Managing patient load not a straightforward matter

Mr Francis Cheng's statement (Clinics have heavy patient load because of tardy docs; July 14) is anecdotal and a grossly unfair generalisation of the many general practitioners (GPs) who work long hours daily to attend to their patients' needs.

Branding all doctors as tardy, on the basis of his personal experience, is irresponsible.

Mr Cheng's suggestion of implementing an appointment system is also flawed.

Unlike specialist consultations, it is difficult to assign a fixed consultation time in primary care, given the varying complexity of each patient's medical condition.

Doing so would lead to significant downtime between patients, and fewer patients would get to see their doctor on any given day.

Most GP clinics close their queues early when patient load is overwhelming. However, the situation is not always straightforward. Turning away patients after a quota is reached is often a source of frustration for patients, and it is difficult for a GP to decline to see young children or those running a fever.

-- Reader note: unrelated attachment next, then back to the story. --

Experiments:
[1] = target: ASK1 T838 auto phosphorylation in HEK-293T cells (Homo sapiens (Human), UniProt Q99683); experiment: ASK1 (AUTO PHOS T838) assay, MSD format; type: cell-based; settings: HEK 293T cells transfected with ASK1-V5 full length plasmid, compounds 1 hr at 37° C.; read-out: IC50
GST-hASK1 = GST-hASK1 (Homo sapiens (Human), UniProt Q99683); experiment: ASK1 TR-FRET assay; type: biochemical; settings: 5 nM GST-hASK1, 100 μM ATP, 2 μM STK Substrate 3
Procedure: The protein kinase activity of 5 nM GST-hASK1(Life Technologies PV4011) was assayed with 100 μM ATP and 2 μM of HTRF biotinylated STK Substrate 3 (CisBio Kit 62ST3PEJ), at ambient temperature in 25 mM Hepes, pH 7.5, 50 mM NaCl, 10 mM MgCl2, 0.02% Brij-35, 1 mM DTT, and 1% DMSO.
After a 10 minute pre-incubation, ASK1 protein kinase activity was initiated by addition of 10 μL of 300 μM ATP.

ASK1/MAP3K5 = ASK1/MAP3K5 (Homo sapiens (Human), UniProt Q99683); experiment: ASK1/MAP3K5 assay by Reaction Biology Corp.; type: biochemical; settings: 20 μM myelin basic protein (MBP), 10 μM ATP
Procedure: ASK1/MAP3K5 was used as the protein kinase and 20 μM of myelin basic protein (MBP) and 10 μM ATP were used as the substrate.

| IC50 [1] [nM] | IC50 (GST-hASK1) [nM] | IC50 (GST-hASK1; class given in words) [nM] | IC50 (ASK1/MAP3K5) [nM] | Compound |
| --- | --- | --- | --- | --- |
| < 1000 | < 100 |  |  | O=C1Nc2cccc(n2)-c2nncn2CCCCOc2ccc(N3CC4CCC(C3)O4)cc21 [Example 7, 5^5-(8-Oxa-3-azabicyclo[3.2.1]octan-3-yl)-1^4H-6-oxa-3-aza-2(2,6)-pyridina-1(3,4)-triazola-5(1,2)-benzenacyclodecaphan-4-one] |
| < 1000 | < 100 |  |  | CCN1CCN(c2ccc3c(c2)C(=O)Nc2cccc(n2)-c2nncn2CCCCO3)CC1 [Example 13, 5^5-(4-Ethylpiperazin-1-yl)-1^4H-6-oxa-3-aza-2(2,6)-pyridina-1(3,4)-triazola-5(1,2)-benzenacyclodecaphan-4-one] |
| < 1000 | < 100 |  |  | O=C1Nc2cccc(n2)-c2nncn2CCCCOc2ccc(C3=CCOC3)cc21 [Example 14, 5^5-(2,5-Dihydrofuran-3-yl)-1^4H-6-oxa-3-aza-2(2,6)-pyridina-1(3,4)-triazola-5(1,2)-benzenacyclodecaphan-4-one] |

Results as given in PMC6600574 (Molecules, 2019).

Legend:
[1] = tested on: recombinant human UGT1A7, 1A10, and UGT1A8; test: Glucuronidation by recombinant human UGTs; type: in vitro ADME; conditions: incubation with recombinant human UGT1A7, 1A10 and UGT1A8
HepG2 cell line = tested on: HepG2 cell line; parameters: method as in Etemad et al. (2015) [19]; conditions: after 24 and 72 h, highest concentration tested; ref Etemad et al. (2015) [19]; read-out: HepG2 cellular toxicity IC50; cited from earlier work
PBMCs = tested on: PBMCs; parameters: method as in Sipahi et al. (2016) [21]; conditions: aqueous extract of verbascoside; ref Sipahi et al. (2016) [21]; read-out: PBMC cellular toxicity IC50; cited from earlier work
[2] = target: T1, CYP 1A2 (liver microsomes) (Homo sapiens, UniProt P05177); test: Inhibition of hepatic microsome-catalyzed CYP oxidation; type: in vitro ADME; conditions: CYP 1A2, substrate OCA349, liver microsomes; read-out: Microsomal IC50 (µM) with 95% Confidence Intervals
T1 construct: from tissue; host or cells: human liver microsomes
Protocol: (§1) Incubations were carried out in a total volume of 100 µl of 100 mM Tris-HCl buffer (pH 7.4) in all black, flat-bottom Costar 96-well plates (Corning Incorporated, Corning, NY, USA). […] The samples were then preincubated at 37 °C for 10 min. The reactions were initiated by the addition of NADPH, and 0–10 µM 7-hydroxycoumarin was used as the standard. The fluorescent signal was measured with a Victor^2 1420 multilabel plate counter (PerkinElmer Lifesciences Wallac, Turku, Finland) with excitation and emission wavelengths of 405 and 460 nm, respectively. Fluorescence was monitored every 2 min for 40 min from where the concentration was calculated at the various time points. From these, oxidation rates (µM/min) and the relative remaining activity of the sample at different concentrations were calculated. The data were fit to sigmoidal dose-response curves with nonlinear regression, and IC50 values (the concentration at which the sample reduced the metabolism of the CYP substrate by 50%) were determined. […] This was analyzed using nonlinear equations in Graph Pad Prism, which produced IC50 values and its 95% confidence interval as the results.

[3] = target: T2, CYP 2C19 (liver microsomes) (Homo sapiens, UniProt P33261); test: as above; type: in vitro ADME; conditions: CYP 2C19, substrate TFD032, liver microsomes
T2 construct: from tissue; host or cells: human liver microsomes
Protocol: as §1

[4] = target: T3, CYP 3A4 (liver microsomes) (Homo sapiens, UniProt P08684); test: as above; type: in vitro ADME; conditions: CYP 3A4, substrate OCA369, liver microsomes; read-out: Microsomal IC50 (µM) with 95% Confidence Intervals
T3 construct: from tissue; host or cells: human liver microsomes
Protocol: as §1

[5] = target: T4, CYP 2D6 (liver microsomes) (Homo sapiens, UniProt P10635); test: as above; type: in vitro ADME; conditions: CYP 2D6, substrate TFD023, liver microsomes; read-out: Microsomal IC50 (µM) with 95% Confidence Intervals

Financial costs may not always be the main consideration in employing another doctor. There are also issues with the availability of manpower and space constraints within clinics.

Zhang Weisheng (Dr)

A version of this article appeared in the print edition of The Straits Times on July 17, 2017, with the headline 'Managing patient load not a straightforward matter'. Print Edition | Subscribe